I remember a lot. The Biafran war broke out exactly two years after I left the University of Ibadan. I watched all the developments before, during and after the war. It was an experience I would not wish for my enemy. This was because it thoroughly fragmented my world vision and career expectation. I saw the suffering and I worked with foreign and local volunteers and became the director of a refugee centre and, later on, Director of Caritas International Relief and Food Distribution Centre then at the heart of Biafra, at Ihioma.
Did you fight during the war?
I did not fight as a gun-carrying participant. As I said, I had just left the university and I was found to be more useful in other areas of the war other than carrying a gun. I was a member of leaders of thought, stakeholders’ meetings, and provincial caucuses, because of my exposure as an early graduate in the old Orlu division.
When you look back, today, what was the most painful part of the war?
The most painful part of the war was the friends and former colleagues shooting to kill one another and, sometimes, exchanging banter at the war front as colleagues and friends. I was in constant touch during the war with a bosom friend, Prof Peter Bodunrin, who later became the first chancellor of Ekiti State University, recruited from the University of Ibadan, where he was the deputy vice chancellor.
You were a teacher. Was it your desire to become one?
I became a teacher because, as soon as I passed Standard Six and placed second, I was automatically appointed a pupil teacher, a missionary reward for being bright at Akata in present-day Oru East Local Government Area of Imo state. It is important to note that I was only 13. The Marist Brothers spotted me and shared everybody’s belief that I was not cut out for teaching, that I was teaching pupils older than myself. The next year, encouraged by such great minds as the late Sir Paulinus Odidika, (Iduu Ikemba I of Ihiala), who said I should not tread the difficult path to education which he trod, and backed by an uncle, the late Chief Laz Obioha (a former traditional prime minister of Ihioma), then an education assistant in Orlu county council, I took an entrance exam into the Christ the King College, Onitsha, and Bishop Shanahan College, Orlu. I was admitted to both institutions. My father preferred me to go to BSC, Orlu, at the instance of the late Prof F.C. Obioha. That changed my career vision. But upon graduation with a degree in English, secondary schools were desperately in need of English Language teachers and the only secondary schools in Ihioma had no Nigerian graduate teacher. The then Catholic Bishop of Owerri, Bishop J.B. Whelan, who was working with community leaders, told me to accept a professional teaching appointment as an English Language teacher.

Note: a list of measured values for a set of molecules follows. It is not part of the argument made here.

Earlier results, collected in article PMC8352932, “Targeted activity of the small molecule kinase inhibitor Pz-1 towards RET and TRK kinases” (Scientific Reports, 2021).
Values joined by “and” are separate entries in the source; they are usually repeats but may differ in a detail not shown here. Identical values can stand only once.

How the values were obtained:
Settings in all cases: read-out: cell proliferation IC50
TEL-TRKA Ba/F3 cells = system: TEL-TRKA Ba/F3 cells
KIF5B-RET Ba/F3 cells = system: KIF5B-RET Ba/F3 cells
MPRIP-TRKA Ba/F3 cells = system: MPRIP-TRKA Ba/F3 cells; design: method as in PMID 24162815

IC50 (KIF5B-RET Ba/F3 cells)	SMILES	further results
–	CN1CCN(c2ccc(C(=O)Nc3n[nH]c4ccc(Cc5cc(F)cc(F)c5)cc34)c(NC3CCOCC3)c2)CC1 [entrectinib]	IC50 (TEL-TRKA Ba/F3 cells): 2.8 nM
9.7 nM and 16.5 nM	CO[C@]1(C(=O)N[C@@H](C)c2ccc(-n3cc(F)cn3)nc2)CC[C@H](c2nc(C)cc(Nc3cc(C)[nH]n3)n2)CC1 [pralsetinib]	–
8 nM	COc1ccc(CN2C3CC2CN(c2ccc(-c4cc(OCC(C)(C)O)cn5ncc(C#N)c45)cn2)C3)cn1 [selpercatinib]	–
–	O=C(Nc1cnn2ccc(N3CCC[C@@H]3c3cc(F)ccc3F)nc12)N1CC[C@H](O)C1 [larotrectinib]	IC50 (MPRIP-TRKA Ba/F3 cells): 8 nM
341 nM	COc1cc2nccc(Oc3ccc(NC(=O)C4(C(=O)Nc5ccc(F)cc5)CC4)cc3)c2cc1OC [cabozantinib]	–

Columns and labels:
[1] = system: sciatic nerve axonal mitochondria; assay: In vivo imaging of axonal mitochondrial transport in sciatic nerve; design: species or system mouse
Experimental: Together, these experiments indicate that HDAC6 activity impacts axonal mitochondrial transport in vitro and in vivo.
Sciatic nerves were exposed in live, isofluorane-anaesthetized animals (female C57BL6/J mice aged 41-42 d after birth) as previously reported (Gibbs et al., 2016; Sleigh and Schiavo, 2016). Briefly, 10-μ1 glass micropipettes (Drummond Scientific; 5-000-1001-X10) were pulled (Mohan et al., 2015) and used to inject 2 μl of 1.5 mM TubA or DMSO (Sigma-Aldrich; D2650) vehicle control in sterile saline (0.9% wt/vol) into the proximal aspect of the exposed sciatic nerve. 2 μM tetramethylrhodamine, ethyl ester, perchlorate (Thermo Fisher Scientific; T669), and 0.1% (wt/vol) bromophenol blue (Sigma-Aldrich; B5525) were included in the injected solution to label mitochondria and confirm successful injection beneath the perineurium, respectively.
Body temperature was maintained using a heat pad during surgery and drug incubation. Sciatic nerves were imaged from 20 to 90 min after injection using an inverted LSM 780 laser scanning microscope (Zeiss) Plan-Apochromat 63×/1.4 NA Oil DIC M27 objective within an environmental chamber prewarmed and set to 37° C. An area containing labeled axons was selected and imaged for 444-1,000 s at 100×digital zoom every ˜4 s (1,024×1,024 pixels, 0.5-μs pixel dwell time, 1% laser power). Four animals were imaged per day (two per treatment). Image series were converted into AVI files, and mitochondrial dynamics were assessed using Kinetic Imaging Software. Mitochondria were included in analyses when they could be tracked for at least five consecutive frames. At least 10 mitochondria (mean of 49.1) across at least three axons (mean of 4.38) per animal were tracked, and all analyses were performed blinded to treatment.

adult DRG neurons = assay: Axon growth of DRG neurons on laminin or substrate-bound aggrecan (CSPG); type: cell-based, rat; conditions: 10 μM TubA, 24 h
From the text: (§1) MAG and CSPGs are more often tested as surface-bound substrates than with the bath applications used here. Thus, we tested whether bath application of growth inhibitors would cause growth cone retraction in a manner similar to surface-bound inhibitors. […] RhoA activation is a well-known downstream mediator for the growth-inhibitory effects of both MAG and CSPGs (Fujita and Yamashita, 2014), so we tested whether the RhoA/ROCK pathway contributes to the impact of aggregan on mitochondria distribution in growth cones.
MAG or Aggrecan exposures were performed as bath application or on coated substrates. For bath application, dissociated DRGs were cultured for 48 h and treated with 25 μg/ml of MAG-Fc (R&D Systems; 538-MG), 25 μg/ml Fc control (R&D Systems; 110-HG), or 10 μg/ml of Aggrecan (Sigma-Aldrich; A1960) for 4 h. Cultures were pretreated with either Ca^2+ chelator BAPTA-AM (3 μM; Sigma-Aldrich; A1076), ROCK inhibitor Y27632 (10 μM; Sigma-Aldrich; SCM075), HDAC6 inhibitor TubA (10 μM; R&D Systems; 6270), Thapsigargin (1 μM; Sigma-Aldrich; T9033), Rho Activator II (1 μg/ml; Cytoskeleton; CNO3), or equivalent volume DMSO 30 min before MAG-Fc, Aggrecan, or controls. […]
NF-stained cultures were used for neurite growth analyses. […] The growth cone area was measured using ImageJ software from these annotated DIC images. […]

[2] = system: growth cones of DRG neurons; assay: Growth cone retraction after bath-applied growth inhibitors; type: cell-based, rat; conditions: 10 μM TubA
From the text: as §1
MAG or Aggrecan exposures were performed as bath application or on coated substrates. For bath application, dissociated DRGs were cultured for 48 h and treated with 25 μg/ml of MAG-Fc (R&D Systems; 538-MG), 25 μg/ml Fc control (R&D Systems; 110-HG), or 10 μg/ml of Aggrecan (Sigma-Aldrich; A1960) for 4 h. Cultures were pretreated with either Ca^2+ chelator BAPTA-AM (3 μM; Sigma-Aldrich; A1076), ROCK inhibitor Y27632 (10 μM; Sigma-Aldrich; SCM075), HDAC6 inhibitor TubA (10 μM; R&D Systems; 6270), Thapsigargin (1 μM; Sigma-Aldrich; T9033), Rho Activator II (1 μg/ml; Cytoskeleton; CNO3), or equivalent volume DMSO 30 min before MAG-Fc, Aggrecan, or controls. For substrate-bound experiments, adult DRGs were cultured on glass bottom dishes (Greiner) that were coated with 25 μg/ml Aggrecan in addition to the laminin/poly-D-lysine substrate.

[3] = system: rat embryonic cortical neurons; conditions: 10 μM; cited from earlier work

How did you become a traditional ruler?
Of all things, I never dreamt of being a traditional ruler. I have served my community as the president-general through an electoral process. However, when autonomous communities were being reviewed, I was in faraway Asaba, Delta State, when a delegation of my community people, comprising all shades of opinion and persuasion, came to inform me that I was going to be their traditional ruler. I protested stoutly but they told me that if the community fell into chaos, that I would take responsibility. I promised all forms of support to whoever was elected because I looked forward to a quiet retirement. They told me they would do their best. They subsequently returned two weeks later to inform me that 97 per cent of the electors voted for me in absentia and others withdrew when they heard my name. The only person who did not withdraw voted for himself. My family resisted it, knowing the hazards of the office. My wife, children and immediate family were uncomfortable, but have had to accept the community wish. But the rest of the community assured them of their total support and they have been true to their words. The throne has not been challenged or harassed.
What have the challenges of being a traditional ruler been?
There are many. I have not been able to meet all the needs of every member or group in the community. Feuding groups are not easily persuaded to accept judgments made against them. Acquisition of land for community development has not been easy at all. We have had to raise money to buy land for community projects. Hopes of quick development get dim by the day and expectations keep rising by the day too. Unlike when I was free to express my views, I can no longer give my opinion on issues in the state as one is quickly reminded to discuss the same with the governor first. Travelling abroad has become infrequent. Several opportunities for personal improvement are lost.
Do you think you would have been fulfilled if you had not become a traditional ruler?
Actually, before becoming a traditional ruler, I had reached the apex of my calling in life and there was nothing more left to achieve than to help others improve themselves, which is the opportunity the stool gives me.
Reports of insecurity and kidnapping have been on the increase. How scared are you about being a target for kidnappers as many traditional rulers have been kidnapped in the country?
He that is down fears no fall. I have no reason to fear. I am not a rich man and I am not struggling for any public office. In fact, I have no kidnap value. So, the fear of being kidnapped has never crossed my mind.